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In this question How can I organize files based on their filename first letter into A-Z folders almost all the answers are correct.

Is there any criteria in place in selecting one of them when all provide a working answer to your question?

The person with least reputation?
The first to answer?
The most effective answer?

marked as duplicate by Sergiy Kolodyazhnyy, Community Jan 11 '17 at 8:09

This question has been asked before and already has an answer. If those answers do not fully address your question, please ask a new question.

  • I tend to choose the most elegant/thorough answer, but I often just choose the most upvoted answer unless another one really stands out to me. – Kaz Wolfe Jan 11 '17 at 6:53
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    You asked a clear question, looked into each and every answer, even commented on them. There is nothing left to wish for, whatever would be your consideration to accept. – Jacob Vlijm Jan 11 '17 at 11:57
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    ^ Meaning: the way you handle your question is exemplary, choose whatever fits you. – Jacob Vlijm Jan 11 '17 at 17:29
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Ultimately, accepting is your personal stamp of approval. It is something only you can do. Therefore, other things being equal, it should be the answer that you like the most. What criteria you use to select that is, of course, entirely up to you.

For example, I personally would accept David's answer, since it is easy to remember and concise, making it the method I'm mostly likely to actually use (honestly, the only reason I used zmv was to checkout its features).

  • Thanks Muru. I have never been so torn apart in selecting an answer. I will consider this advice. – Parto Jan 11 '17 at 7:31
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As muru says, this is up to you.

If you're looking for criteria for accepting answers suggested in official resources, there's What should I do when someone answers my question?:

Choose one answer that you believe is the best solution to your problem.

What does it mean when an answer is "accepted"?, also in the help center, weighs in on this too:

Accepting an answer is not meant to be a definitive and final statement indicating that the question has now been answered perfectly. It simply means that the author received an answer that worked for him or her personally.

I also quite like Oli's recommendation:

Try to accept whatever has helped you the most. That's what it's supposed to mean but it's really down to your interpretation.


With all that said, I will lightly suggest a possible "procedure" for figuring out what answer to accept. This is more a list of things to consider than a real decision algorithm, and I'd urge you to take it with a grain of salt -- it's about as far from official advice as anything can get.

  1. Pick the answer you consider best, if any.
  2. Otherwise, pick the answer that helped you the most, if any. (Which answer did you end up using? Or using the most? Or liked best when you used it?)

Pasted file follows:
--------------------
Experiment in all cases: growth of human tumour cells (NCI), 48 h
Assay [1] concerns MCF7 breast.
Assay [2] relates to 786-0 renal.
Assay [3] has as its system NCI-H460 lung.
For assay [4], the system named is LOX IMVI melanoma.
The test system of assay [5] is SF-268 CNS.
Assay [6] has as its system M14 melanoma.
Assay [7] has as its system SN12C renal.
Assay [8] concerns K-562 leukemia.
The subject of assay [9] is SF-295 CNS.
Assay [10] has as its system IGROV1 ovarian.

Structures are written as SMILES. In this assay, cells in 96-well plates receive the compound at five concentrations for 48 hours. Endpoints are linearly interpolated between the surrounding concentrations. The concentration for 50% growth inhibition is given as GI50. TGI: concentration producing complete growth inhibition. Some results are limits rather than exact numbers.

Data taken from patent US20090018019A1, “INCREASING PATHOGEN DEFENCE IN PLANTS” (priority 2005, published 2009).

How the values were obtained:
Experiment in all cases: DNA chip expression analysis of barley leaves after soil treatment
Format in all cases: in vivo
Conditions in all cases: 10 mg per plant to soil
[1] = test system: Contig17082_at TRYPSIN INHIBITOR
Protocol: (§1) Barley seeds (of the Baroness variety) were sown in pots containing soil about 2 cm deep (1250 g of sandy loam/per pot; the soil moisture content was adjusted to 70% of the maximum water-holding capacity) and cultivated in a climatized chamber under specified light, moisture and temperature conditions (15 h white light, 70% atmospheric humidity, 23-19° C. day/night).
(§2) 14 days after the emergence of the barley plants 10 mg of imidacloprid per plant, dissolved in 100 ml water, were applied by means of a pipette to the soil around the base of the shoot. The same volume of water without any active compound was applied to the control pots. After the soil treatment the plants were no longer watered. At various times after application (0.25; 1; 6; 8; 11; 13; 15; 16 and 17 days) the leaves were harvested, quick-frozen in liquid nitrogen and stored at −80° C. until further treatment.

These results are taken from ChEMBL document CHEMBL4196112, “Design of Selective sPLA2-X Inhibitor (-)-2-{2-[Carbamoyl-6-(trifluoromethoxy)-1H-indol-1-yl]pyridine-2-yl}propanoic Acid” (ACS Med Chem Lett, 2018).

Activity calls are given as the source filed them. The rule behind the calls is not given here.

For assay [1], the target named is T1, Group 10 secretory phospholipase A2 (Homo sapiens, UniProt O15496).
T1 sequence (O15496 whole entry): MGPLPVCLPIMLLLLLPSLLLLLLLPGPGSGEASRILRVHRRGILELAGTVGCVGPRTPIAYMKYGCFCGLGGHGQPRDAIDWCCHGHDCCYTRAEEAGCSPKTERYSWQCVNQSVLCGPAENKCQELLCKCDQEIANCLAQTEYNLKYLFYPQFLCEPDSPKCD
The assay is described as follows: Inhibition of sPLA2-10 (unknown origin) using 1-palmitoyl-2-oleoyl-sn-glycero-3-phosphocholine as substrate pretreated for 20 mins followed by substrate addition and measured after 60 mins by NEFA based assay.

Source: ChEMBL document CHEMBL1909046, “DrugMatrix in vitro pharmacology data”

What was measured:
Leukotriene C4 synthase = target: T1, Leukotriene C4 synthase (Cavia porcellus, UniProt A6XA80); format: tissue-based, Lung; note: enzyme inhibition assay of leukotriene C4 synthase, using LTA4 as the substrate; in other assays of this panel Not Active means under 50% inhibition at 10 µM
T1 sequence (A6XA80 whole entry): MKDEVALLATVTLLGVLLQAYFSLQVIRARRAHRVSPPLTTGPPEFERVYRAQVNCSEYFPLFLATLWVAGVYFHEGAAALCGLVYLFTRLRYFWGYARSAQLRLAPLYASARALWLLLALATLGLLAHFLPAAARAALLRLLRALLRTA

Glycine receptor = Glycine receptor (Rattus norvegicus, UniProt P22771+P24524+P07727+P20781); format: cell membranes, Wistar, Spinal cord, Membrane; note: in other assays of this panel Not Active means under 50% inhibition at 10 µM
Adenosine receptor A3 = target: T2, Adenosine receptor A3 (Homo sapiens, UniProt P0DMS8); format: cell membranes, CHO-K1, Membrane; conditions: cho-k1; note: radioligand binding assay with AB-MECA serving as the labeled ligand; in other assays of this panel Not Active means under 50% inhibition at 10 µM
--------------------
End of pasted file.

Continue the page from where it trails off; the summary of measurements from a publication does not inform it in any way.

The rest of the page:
3. Otherwise, pick the answer you think will be most helpful to people in general, if any.
  4. Otherwise, pick the answer you want most people to read first. In the default ordering of posts, the answer you accept will be shown above other answers, even if the other answers have a higher score. (Unless the answer you accept was written by you, in which case it will still be shown below answers with more votes.) I understand that, in practice, this might not really be independent from the first three criteria. (But see #7.)
  5. Otherwise -- and I emphasize that this is if you really do strongly feel all answers have equal merit -- pick an answer that, while fully generally useful, might otherwise be overlooked, if any. This might, for example, be an answer that has fewer votes and thus displays low on the page. Or, if you don't feel good about that, and you want to slightly magnify the power of the community, pick an answer that voters have smiled upon by upvoting highly, if any.
  6. Otherwise, there's really nothing about the merits of the posts to choose from. Do you slightly like one more than another but you can't put your finger on it? Go ahead and accept that one! Or flip a coin, roll a die, run shuf -i 1-N, or the like. If the order it gives you suddenly feels not quite right, then maybe you do have the means to choose a best answer after all.
  7. All else being equal, if you have answers that are equally good by whatever measures you choose to consider, and a really long answer has the most votes, then you might want to accept a shorter answer so that at least two answers are visible to most users who view your question. If you're in a situation where you can't go wrong -- where you can't even go less right -- because all the posts are equally good, then I think it's reasonable to accept with a view of making it easier for readers to notice and browse between questions on the page. (And yes, I do appreciate the irony that #7 might tend to cause my own answers to be accepted slightly less often. :)

I reiterate that this is more food for thought than something I'd suggest actually following step-by-step.

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